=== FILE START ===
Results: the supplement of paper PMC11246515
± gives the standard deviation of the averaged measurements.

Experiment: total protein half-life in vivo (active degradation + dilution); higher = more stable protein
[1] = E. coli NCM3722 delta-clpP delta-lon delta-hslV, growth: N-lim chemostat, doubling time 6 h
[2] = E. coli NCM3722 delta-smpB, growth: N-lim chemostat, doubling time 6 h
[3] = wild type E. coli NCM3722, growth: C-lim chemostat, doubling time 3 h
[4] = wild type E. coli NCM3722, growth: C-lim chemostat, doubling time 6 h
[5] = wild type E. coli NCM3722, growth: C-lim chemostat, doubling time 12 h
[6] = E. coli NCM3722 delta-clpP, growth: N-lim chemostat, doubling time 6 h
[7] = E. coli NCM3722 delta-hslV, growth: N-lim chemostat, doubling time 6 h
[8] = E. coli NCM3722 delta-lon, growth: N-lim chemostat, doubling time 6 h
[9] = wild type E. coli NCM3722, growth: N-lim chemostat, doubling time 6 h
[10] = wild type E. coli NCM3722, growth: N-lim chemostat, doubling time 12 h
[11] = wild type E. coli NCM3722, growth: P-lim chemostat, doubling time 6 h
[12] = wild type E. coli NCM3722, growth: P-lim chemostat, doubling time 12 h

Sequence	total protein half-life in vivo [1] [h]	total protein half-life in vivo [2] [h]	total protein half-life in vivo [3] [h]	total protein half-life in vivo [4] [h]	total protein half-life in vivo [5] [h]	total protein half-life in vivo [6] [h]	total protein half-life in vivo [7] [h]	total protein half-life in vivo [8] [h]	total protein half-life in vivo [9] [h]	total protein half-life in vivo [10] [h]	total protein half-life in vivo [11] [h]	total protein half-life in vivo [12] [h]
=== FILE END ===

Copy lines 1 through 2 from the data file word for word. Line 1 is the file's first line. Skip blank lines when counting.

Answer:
Results: the supplement of paper PMC11246515
± gives the standard deviation of the averaged measurements.